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Found 2 results

  1. An amazingly well-preserved Jurassic rhamporhyncoid pterosaur known as Allkauren koi has been discovered in South America. Here is the article from SciNews: Pterosaurs were highly successful flying reptiles that lived between 210 million and 65 million years ago. These creatures were Earth’s first winged vertebrates, with birds and bats making their appearances much later. They first appeared in the Late Triassic and went on to achieve high levels of morphologic and taxonomic diversity during the Mesozoic era, with more than 150 species recognized so far. Pterosaurs have traditionally been divided into two major groups: the primitive, primarily long-tailed rhamphorhynchoids (preferably currently recognized as non-pterodactyloids) and the derived short-tailed pterodactyloids. They had an extraordinary adaptation to flight, including pneumatic bones to lighten its weight, and an elongated digit supporting a wing membrane. Some were the largest flying animals of all time, with wingspans exceeding 30 feet. Pterosaurs are not rare in the fossil record, but their neuroanatomy is known from only a few three dimensionally preserved remains and, until now, there was no information on the intermediate forms. Named Allkauren koi, the newly-discovered winged reptile is represented by several skeletal elements including an almost perfect, three-dimensionally preserved braincase that shows a unique combination of characters shared with both pterodactyloids and breviquartossans (non-pterodactyloids). The fossilized material comes from a single locality within the Cañadón Asfalto Formation in northern central Chubut Province, Patagonia, Argentina. “Allkauren koi, from the middle lower Jurassic limit, shows an intermediate state in the brain evolution of pterosaurs and their adaptations to the aerial environment,” said Dr. Diego Pol, a paleontologist at the Museum of Paleontology Egidio Feruglio in Trelew, Chubut, Argentina. “As a result, this research makes an important contribution to the understanding of the evolution of all of pterosaurs.” Life restoration: Skeletal elements:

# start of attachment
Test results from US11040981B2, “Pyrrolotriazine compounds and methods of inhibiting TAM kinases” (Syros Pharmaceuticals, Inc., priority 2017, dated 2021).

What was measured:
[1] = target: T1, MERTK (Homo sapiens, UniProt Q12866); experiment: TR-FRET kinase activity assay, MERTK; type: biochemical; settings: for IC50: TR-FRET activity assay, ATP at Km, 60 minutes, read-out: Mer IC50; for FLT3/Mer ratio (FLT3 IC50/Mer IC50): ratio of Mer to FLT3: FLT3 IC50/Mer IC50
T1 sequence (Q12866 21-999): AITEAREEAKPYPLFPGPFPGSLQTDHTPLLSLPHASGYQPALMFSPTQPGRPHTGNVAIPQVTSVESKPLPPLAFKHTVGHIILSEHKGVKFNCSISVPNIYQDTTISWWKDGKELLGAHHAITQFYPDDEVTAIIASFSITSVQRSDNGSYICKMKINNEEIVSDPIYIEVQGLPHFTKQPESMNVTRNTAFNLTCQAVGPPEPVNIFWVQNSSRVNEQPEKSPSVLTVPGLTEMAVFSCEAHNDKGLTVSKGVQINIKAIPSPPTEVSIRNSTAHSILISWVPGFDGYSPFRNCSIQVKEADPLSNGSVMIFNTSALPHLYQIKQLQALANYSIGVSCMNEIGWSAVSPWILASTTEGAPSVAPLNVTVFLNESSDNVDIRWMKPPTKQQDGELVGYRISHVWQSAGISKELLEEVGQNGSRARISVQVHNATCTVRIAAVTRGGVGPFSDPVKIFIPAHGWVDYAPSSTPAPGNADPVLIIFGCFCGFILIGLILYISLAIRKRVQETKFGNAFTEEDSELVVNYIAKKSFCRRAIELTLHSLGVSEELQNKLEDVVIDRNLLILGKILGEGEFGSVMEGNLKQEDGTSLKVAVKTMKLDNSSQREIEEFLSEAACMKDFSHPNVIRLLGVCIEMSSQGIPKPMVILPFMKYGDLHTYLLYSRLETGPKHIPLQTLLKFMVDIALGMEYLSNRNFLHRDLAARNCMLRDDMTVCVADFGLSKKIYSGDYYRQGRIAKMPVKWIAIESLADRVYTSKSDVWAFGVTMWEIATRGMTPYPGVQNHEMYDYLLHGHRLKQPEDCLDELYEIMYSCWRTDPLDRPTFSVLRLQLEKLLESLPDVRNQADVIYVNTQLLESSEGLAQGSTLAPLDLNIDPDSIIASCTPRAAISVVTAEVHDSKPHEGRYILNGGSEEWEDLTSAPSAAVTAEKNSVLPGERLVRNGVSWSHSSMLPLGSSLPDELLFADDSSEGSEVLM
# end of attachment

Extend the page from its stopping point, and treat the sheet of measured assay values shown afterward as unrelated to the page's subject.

2. The azdarchids (including Quetzalcoatlus and Hatzegopteryx) were the ruling pterosaurs during the late Cretaceous, and for a long time they were considered to be only made up of very large species. However, a recent discovery in Canada might change that. Test from article: Paleontologists say they’ve discovered the fossilized remains of a small-bodied pterosaur, a prehistoric flying reptile, which lived roughly 77 million years ago (Late Cretaceous epoch) and had a wingspan of 5 feet (1.5 m). The new pterosaur belonged to a group of short-winged and toothless pterosaurs called the azhdarchids. It is unusual as most Late Cretaceous pterosaurs were much larger with wingspans of 13-36 feet (4-11 m). Previous studies suggest that the Late Cretaceous skies were only occupied by birds and large pterosaurs, but this new finding, which is reported in thejournal Open Science, provides important information about the diversity and success of Late Cretaceous pterosaurs. “This new pterosaur is exciting because it suggests that small pterosaurs were present all the way until the end of the Cretaceous, and weren’t outcompeted by birds,” said lead author Elizabeth Martin-Silverstone, from the University of Southampton. “The hollow bones of pterosaurs are notoriously poorly preserved, and larger animals seem to be preferentially preserved in similarly aged Late Cretaceous ecosystems of North America.” “This suggests that a small pterosaur would very rarely be preserved, but not necessarily that they didn’t exist.” Although fragmentary and poorly preserved, the specimen is the first associated remains of a small-bodied pterosaur from the Late Cretaceous. The fossilized bones (a humerus, dorsal vertebrae and other fragments) were found on Hornby Island in British Columbia in 2009. “The specimen is far from the prettiest or most complete pterosaur fossil you’ll ever see, but it’s still an exciting and significant find,” said co-author Dr. Mark Witton, from the University of Portsmouth. “It’s rare to find pterosaur fossils at all because their skeletons were lightweight and easily damaged once they died, and the small ones are the rarest of all. But luck was on our side and several bones of this animal survived the preservation process.” “Happily, enough of the specimen was recovered to determine the approximate age of the pterosaur at the time of its death. By examining its internal bone structure and the fusion of its vertebrae we could see that, despite its small size, the animal was almost fully grown.” “The specimen thus seems to be a genuinely small species, and not just a baby or juvenile of a larger pterosaur type.” “The absence of small juveniles of large species – which must have existed – in the fossil record is evidence of a preservational bias against small pterosaurs in the Late Cretaceous,” Martin-Silverstone said. “It adds to a growing set of evidence that the Late Cretaceous period was not dominated by large or giant species, and that smaller pterosaurs may have been well represented in this time.” Pictures: Paleoart: Size comparison:
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